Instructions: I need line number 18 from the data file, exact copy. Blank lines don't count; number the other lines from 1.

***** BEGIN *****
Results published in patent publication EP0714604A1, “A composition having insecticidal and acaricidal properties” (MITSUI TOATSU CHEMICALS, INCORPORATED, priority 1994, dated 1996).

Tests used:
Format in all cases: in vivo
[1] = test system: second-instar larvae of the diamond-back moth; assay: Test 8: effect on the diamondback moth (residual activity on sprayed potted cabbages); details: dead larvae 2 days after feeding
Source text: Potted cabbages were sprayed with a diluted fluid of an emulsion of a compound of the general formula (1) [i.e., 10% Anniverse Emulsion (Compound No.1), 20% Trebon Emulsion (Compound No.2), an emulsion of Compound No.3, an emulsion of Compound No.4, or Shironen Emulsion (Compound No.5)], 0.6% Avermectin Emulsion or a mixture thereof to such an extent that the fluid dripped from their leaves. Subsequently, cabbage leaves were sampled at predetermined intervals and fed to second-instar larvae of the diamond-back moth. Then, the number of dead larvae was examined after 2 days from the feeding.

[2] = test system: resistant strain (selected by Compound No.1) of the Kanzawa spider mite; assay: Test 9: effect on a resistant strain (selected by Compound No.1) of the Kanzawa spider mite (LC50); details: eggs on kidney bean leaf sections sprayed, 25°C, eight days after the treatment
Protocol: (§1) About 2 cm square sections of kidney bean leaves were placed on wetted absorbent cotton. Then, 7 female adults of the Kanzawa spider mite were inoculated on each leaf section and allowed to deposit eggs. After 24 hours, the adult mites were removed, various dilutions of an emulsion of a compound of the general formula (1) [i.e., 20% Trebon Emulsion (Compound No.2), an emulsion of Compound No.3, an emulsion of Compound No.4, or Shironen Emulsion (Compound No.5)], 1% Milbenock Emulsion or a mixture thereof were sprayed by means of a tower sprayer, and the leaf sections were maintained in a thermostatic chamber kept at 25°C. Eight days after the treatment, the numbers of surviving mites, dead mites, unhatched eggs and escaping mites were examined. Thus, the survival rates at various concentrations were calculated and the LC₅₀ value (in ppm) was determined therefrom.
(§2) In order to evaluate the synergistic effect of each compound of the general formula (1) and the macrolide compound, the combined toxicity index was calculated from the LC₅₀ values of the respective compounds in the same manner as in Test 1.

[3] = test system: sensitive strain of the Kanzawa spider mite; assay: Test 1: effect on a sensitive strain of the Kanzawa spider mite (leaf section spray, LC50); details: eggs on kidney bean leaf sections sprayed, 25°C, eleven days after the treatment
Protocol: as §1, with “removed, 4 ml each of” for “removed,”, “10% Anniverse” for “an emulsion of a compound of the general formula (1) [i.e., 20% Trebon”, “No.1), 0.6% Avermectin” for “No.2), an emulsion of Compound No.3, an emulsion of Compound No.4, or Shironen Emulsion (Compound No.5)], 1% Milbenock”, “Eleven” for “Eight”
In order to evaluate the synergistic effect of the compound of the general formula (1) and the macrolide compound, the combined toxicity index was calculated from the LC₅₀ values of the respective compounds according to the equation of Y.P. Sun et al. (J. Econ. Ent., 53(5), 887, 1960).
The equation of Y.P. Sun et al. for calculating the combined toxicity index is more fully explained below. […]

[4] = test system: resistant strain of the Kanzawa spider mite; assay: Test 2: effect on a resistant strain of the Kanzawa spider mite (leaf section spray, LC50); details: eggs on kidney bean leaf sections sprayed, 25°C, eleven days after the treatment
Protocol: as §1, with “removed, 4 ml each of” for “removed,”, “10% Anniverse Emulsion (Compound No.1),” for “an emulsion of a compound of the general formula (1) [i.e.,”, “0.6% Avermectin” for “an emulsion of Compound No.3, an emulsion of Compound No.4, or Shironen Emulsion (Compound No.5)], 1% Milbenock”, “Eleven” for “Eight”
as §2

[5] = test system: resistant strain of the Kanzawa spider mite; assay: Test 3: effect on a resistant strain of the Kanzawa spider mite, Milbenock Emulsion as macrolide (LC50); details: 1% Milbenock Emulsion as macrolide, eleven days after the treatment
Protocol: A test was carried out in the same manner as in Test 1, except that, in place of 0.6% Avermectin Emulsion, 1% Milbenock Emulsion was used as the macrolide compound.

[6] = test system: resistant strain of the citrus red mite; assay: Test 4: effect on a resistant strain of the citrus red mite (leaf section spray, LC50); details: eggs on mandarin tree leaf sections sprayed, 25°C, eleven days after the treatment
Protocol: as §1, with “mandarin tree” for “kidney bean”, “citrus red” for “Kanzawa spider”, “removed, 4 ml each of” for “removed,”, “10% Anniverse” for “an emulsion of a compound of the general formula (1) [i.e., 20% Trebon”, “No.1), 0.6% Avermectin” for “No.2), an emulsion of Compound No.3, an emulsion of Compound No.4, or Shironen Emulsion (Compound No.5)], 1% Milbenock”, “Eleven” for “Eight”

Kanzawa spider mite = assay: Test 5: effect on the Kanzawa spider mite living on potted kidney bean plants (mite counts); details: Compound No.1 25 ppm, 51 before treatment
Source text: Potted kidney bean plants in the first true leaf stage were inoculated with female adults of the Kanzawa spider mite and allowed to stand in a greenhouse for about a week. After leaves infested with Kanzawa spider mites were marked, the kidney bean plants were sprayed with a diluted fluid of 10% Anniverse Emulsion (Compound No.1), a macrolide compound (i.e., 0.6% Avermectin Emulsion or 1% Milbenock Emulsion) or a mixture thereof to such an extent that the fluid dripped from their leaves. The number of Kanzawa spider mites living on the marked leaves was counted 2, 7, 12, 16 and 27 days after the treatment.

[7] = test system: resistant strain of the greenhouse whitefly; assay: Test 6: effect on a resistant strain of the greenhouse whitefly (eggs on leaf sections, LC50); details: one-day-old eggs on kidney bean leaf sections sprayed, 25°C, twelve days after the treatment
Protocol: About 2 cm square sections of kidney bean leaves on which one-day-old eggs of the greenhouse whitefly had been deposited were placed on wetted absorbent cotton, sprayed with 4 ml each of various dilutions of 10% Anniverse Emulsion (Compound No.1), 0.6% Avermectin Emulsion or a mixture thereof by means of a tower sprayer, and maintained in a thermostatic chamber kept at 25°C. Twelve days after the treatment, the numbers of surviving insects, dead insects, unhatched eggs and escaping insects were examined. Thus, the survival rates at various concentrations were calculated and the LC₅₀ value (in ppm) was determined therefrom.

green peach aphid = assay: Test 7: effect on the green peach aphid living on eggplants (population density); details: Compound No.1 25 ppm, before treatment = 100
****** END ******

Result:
[6] = test system: resistant strain of the citrus red mite; assay: Test 4: effect on a resistant strain of the citrus red mite (leaf section spray, LC50); details: eggs on mandarin tree leaf sections sprayed, 25°C, eleven days after the treatment